He organized the nomads of the steppes in a traditional decimal system. It was built upon a squad of ten that would then compose a company of a hundred and another unit of a thousand. During the battle, soldiers formed lines that often stretched for miles. These ranks would begin to surround an area and force the enemy into a ring. This same system was used by the neighboring Russian tribes but it was proven that only an army with incredibly high degree of organization, communication, and cooperation such as the Mongols were capable of mastering this technique.

Another method of invasion used by Genghis Khan, which led to many of his successful conquests was attacking the enemy in three columns. It consisted of a central force and two flanks. The Jun-gar was the Army of the Left Wing or East, the Baran-gar was the Army of the Right Wing or West, and the Khol was the Army of the Center. The flanks in most cases covered different territories before rendezvousing with the center column. This enabled Genghis Khan to cover more territory in one third of the time it would take for another army to conquer the same area.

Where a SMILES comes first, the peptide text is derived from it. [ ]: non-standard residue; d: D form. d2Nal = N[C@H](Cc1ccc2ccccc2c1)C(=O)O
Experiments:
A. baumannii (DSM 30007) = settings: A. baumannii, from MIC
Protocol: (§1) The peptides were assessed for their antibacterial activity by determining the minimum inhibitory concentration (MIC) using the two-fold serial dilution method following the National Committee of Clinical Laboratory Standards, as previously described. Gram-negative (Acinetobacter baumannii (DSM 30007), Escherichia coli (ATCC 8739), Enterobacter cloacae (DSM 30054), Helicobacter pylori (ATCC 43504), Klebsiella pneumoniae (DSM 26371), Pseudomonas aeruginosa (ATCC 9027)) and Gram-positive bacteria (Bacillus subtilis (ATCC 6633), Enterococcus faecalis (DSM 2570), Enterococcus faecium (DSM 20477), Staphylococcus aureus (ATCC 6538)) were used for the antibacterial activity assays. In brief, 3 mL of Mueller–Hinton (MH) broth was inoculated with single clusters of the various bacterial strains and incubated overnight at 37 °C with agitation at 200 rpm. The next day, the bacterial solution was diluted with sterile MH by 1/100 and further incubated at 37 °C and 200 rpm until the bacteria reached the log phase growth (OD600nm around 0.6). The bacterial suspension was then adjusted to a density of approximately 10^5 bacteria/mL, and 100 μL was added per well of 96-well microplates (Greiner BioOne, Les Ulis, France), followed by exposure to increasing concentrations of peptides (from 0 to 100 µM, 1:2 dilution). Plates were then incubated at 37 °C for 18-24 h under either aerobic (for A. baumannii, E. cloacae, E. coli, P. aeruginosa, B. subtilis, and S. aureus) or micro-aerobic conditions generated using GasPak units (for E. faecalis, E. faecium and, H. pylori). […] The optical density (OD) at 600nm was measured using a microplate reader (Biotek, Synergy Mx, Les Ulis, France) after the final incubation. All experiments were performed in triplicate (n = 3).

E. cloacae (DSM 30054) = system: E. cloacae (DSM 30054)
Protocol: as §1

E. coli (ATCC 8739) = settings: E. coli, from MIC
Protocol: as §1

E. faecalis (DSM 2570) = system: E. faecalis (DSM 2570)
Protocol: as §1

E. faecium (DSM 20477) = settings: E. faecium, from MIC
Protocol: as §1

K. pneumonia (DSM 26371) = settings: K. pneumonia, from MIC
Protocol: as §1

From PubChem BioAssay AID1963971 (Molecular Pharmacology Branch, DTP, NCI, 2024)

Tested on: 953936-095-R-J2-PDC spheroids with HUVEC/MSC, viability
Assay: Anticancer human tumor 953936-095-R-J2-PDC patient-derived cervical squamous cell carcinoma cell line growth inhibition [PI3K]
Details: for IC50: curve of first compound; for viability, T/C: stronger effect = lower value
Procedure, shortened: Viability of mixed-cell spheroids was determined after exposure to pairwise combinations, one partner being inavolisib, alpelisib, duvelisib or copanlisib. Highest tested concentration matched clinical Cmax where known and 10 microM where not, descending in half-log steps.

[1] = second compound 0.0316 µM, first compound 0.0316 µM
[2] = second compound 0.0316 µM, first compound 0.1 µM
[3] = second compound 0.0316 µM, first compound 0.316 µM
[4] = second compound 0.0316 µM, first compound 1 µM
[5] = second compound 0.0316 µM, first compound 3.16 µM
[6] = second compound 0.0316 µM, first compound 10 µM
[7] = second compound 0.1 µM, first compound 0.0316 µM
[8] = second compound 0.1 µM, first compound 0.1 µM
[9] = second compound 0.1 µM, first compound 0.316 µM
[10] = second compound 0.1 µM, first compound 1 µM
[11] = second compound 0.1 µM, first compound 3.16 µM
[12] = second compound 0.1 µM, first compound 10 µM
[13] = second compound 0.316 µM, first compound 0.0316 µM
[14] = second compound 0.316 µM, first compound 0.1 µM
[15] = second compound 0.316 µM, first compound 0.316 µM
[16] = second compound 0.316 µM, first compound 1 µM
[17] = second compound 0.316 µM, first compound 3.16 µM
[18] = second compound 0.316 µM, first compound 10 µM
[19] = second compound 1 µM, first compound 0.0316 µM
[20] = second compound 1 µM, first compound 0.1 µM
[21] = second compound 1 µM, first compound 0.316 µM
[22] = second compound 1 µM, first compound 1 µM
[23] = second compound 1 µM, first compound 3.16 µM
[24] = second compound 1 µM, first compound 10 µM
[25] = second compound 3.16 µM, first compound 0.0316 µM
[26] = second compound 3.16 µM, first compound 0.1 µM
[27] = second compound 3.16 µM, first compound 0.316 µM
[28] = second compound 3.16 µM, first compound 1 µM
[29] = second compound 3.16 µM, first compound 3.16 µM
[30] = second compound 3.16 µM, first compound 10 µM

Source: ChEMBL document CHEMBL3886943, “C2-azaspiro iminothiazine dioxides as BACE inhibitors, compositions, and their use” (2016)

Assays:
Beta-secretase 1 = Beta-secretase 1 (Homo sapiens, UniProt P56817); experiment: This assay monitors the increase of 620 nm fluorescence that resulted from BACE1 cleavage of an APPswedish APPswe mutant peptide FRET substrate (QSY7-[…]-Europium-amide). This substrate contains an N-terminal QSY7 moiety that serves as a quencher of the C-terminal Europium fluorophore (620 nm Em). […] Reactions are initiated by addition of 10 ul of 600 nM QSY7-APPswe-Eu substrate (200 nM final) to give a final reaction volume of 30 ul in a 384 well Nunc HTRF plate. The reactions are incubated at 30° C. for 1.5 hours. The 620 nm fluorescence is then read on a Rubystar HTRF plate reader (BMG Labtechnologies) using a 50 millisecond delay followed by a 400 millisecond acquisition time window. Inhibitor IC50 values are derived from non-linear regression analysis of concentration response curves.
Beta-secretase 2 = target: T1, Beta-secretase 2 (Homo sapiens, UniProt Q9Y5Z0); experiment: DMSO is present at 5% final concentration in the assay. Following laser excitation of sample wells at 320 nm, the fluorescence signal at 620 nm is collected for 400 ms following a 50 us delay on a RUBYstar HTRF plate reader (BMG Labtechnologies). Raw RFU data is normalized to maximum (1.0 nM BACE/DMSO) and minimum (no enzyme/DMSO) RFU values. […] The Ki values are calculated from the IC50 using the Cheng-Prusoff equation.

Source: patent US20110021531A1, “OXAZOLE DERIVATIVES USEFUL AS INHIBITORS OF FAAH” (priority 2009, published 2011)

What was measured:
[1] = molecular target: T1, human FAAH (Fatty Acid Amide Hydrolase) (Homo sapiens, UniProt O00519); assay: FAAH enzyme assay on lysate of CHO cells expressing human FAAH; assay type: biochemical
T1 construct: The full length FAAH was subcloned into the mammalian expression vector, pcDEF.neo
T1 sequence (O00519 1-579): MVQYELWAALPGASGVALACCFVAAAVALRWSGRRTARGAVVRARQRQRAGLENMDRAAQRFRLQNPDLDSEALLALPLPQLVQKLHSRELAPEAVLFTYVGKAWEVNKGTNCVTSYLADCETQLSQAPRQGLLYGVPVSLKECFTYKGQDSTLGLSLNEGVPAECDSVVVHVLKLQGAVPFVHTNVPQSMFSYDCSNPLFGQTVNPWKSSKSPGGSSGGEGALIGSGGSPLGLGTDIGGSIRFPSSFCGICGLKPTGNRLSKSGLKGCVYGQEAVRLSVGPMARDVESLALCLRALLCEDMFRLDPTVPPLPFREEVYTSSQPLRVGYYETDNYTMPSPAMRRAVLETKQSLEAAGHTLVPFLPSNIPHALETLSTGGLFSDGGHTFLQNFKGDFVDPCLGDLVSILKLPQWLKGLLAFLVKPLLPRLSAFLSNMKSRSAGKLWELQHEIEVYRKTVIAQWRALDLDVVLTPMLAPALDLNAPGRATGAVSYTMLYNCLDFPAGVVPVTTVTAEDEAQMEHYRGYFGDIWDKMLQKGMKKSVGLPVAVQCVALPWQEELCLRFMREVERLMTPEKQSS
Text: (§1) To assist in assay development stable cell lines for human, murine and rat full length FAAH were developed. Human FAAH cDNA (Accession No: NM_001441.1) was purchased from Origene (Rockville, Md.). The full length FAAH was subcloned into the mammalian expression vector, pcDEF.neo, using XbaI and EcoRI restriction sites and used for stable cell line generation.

Furthermore, the use of columns with professional scouts gathering intelligence helped the Mongols to locate the enemy armies much more rapidly. They obtained information from travelers, merchants, farmers and anyone else who might have had any useful knowledge. They learned about mountain passes, roads, fortified places, towns and military forces that they might have encountered on a campaign. Genghis Khan died on August 18, 1227, and was buried in a secret location in Mongolia. He was feared by civilizations from France to Japan, while loved and respected by the people in his own homeland.

He began the creation of what was to become the largest empire the world has ever known. He was not a mere barbarian but rather a great leader that molded illiterate nomads of Mongolia into superb horseman and fierce warriors. As a result of his conquests trade flourished and art underwent a profound change. He for the first time in Mongolian history codified laws that are still being used in many villages in Mongolia. He structured his army in a unique fashion and used many brilliant warfare tactics, which led to his great conquests.